Missing William Tyrrell

by Caroline Overington

Harper Collins 2020


RRP $34.99 (pb)

By Anne Henderson

In popular crime fiction, the master detective pursues the clues, trusts instincts hewn over years of tracking the movements and signs in suspects and cracks the case after several mistaken scents. In a matter of weeks, even days, the case is solved. Another criminal is brought to justice. In the British crime series Vera, based on crime novels by writer Ann Cleeves, Detective Chief Inspector Vera Stanhope tells the irascible son of a victim, “I will find the answer if you give me the space to do my job – it’s a promise.”

In Caroline Overington’s real life crime account Missing William Tyrrell there is no such reassurance. Written with a page turner pace and sharply focussed on a chain of events as the search for three-year old William Tyrrell unfolds – from Friday 12 September 2014 until the coroner’s inquiry in 2020 – Overington leaves her reader ringside in a drama, albeit one with no answers.

For Australians long since catching information in the search for missing little William Tyrrell, there has been, over the years, a mismatch of information gleaned here and there from news reports. The whole story seems to have come piecemeal, with no clear idea of how such a tragedy could have taken place. There have been snippets about suspects from various families connected to this little lad – eventually revealed to be a foster child – trickling out. Not a lot of it making too much sense.

There were the biological parents, the foster parents who seemed to be more like the real parents, the biological nana and the foster nana from whose house William disappeared. There was, long since, news of a white goods repair man – he had been described as unreliable with connections to child abuse and his reputation was for some time thrown around as a local pariah simply because he was due to fix a washing machine at the home in New South Wales’ Kendall where William had been before he vanished. Names of suspects made their way into the public arena – possible pedophiles but none with possibility. There were mutterings about neighbours, white vans and sightings. Reading the news, it seemed a confusion. And it was.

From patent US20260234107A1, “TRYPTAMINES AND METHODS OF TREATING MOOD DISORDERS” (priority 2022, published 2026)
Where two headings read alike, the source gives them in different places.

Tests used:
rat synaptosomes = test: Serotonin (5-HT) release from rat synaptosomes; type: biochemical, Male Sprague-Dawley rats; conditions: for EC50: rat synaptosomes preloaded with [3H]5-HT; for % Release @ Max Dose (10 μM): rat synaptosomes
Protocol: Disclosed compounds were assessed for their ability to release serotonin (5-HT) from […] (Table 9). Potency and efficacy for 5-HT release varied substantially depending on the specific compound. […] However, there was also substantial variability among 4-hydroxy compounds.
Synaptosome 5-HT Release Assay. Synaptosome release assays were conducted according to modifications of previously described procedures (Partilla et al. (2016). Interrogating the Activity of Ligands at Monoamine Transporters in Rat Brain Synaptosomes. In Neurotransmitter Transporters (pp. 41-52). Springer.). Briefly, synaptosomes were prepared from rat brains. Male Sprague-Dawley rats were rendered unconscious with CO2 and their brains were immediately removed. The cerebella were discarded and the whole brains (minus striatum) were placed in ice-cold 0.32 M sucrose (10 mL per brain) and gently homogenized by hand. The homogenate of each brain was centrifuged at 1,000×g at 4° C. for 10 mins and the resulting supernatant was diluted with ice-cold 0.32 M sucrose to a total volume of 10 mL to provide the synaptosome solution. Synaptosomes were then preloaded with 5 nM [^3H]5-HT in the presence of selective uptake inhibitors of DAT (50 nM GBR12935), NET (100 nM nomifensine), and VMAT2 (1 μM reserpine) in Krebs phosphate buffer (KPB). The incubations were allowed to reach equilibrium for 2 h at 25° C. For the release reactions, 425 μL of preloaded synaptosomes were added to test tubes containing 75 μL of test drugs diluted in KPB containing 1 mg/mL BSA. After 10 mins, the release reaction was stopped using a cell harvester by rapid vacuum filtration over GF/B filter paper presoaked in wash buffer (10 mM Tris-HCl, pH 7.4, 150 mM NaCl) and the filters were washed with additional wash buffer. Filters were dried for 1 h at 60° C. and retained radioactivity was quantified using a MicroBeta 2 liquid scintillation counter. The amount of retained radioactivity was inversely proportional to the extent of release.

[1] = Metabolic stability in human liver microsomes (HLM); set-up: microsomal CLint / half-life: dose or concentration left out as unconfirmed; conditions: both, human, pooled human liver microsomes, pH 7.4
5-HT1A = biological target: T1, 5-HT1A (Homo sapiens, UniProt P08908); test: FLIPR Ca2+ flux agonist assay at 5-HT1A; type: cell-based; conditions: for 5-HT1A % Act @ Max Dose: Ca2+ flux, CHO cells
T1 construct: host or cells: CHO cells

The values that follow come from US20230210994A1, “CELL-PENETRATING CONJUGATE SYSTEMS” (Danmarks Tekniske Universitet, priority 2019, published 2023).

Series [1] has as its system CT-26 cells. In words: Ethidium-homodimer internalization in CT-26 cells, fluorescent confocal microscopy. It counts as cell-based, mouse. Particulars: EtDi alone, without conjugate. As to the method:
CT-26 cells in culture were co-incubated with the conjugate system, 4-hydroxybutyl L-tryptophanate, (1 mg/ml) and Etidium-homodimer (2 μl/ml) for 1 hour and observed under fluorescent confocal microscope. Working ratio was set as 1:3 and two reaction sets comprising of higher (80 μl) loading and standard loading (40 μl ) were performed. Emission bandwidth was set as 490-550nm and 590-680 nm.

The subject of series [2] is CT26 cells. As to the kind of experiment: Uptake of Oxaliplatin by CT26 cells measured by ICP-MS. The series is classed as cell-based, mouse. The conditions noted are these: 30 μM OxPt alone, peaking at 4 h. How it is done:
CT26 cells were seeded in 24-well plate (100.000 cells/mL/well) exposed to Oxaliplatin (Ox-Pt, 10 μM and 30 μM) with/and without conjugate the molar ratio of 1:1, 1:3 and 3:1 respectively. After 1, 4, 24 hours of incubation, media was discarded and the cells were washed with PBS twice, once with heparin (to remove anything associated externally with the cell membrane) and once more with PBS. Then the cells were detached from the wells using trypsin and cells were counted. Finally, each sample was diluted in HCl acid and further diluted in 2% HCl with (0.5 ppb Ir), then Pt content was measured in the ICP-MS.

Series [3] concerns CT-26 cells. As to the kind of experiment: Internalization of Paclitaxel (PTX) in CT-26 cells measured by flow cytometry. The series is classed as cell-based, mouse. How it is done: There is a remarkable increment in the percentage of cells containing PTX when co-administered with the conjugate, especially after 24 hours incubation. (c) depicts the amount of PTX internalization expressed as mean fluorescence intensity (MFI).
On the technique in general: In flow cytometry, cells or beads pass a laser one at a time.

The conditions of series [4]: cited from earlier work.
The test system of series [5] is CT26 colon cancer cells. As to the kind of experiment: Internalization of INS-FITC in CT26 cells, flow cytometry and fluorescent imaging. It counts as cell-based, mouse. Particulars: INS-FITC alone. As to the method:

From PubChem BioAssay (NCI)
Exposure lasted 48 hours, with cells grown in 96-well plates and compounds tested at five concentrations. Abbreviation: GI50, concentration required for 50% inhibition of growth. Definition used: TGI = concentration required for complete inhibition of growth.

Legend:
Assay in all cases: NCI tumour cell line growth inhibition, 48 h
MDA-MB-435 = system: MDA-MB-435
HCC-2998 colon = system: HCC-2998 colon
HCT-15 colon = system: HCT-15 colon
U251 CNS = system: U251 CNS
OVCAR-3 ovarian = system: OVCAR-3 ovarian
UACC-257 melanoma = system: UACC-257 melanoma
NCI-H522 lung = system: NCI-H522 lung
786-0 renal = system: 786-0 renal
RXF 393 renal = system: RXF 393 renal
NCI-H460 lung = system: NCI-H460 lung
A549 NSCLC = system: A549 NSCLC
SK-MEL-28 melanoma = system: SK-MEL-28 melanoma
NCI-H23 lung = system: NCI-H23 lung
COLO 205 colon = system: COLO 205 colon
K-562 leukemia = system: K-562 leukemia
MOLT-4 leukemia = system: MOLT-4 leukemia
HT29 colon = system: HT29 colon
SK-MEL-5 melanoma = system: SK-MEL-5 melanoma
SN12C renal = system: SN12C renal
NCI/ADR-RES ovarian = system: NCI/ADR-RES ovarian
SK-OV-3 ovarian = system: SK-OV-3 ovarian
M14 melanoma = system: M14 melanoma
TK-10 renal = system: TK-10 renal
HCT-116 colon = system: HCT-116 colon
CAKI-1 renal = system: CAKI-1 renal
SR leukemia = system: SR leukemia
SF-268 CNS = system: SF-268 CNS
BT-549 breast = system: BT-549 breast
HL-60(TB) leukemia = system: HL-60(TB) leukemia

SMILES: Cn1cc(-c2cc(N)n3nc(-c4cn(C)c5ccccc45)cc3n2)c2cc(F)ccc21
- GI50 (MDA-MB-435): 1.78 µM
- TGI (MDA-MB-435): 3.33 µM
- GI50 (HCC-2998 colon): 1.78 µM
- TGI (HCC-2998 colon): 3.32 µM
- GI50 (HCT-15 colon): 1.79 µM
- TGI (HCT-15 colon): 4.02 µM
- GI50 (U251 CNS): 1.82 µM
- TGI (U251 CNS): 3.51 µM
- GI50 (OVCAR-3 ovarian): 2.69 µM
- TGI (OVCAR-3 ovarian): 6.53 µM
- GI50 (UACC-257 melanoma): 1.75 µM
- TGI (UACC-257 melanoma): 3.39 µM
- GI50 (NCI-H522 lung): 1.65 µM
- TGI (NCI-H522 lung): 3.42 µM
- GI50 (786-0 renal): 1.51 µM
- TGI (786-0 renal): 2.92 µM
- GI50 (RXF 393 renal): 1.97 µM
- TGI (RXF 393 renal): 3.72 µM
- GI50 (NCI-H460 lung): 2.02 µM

For anyone who wants to get the facts in this case, Overington has as many of them as are relevant. Missing William Tyrrell gives as clear an account as can be given – all the important players credibly laid out – their ordeals, their part in the drama, their failings, their anger, their own tragedies as part of the search. The white goods repair local Bill Spedding would be interrogated, accused of old charges that had been legally declared unfounded, arrested and his business ruined before a witness eventually, after years, was able to prove Spedding was at a school assembly (where he always said he was) some miles away at the time William disappeared. A crack police officer Gary Jubelin would be desperate enough to record conversations with a Kendall neighbour on his mobile phone and find himself out of the force and before the courts where he received a substantial fine.

Nothing in all of this has brought us any closer to finding the missing William Tyrrell.

Perhaps the poignancy of this case lies in the photo of William Tyrrell just minutes before he vanished. He is wearing a Spider-Man suit and is open mouthed looking up and half smiling but roaring like a tiger. He is a beautiful three-year old, tiny limbs and neat brown hair. His foster mother was keeping a life book of photos and took the shot. Playing the tiger, William ran around the side of the house and before his foster mother could realise he was no longer to be heard – just minutes – he was gone. The house was surrounded on two sides by bushland, the front road passing its large block and a neighbour some distance away on the fourth side.